Then there’s the matter of a recent court ruling. After hearing a case involving 4046-4048 Chestnut Street, the Common Pleas Court released an opinion on law governing demolition permits, reversing a long-held interpretation of the law that allowed submitted demolition permit applications to trump nominations to the Historic Register. The Court’s opinion, instead, says that once a property has been submitted for nomination to the Historical Commission the property in question is legally under the Historical Commission’s jurisdiction until the Commission votes on the nomination. Where does that leave 704 and 706-708 Sansom Street, both buildings of which have been nominated to the local register?
With adequate time and space, one could use charts and tables to show how the City created what has become a perfect storm on Jewelers Row. One could point out that the City ignored its own planners’ 2013 recommendation that the block be downzoned or that the City’s tax abatement program is the taxpayer-borne perk that has made the proposed project so lucrative. (It’s worth bearing these Big Government measures in mind next time you hear the high value of Jewelers Row lots discussed as if the property values had blossomed in a market vacuum.) But, more crucially, the City now has the tool it needs to mitigate a pernicious effect of these measures. The case of 4046-4048 Chestnut Street, in the Common Pleas Court, was the first to actually read and interpret the City code. The Court found that the correct interpretation of the City code amounts to a stay of demolition for historic buildings—enough time to evaluate their significance and issue protections if warranted.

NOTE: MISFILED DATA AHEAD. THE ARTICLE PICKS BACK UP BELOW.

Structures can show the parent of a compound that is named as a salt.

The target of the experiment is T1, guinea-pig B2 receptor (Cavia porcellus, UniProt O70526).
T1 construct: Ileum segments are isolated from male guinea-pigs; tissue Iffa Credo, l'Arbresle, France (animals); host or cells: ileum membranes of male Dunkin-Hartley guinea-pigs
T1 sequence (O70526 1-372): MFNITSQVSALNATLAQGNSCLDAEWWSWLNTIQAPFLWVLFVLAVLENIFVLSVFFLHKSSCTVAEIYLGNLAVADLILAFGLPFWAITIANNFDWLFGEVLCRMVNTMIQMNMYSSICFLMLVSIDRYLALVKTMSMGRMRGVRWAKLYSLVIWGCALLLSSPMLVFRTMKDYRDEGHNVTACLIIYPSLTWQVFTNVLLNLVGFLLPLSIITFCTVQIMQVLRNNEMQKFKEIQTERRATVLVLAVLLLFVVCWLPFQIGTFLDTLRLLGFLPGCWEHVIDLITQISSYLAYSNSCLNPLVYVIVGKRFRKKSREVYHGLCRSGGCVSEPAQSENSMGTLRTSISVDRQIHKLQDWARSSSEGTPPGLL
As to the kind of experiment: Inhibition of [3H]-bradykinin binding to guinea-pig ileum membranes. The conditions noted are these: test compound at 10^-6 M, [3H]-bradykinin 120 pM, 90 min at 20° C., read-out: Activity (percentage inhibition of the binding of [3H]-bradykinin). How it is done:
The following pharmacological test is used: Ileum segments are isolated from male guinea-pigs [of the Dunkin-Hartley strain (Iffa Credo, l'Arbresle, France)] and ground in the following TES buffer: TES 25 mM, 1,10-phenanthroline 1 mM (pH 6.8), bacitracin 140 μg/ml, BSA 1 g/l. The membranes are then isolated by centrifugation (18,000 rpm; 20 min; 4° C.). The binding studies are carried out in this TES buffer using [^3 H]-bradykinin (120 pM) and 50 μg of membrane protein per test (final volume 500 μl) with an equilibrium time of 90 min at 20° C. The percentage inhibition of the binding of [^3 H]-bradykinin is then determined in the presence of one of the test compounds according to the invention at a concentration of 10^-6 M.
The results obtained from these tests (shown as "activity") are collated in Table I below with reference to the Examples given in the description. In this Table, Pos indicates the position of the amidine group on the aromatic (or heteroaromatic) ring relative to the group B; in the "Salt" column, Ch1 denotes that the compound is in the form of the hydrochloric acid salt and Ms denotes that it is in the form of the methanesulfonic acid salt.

Here is where Mayor Kenney has the chance to demonstrate his preservation bona fides. Over the last decade, the Nutter administration built a track record of using the Law Department and the Historical Commission to quietly support applications to demolish buildings protected by the Philadelphia Register of Historic Places. Sometimes these cases turned on “economic hardship,” sometimes on “public interest,” and sometimes on technicalities. But the aggregate result was the same, and it wasn’t pretty. Now that we’ve elected a preservation-friendly mayor and declared ourselves a World Heritage City, we’re positioned to ask for something more. Watching City staffers become de facto members of developers’ legal teams was always unpalatable. Now it is also unacceptable.
How might Mayor Kenney set out to assure preservationists that a new day has dawned? He could begin by urging his Law Department to accept the Common Pleas Court opinion instead of fighting it. He could ask them to interpret it broadly. And that’s only the beginning. Back in 1983, when developer Richard Dilsheimer wanted to demolish historic structures on the 1600 block of Locust Street, then-City Councilor John Street introduced a bill that downzoned the area. Could Councilman Mark Squilla, whose district includes Jewelers Row, accomplish something similar with adequate mayoral support? Precedent suggests he could.
There are other options, too. Cities like New York use a legal tool known as Transfer of Development Rights (TDR) to allow preservation-minded horse-trading. If Philadelphia adopted something similar, the City could encourage Toll Brothers to build its tower in another location (there are empty lots nearby) and use TDR to sweeten the deal. Finally, it is worth remembering that while Toll Brothers has purchase agreements on the Sansom Street properties, they have not yet acquired them outright. This limits the company’s exposure, and it likewise raises the possibility of the City buying out Toll Brothers’ interest at a relatively low cost.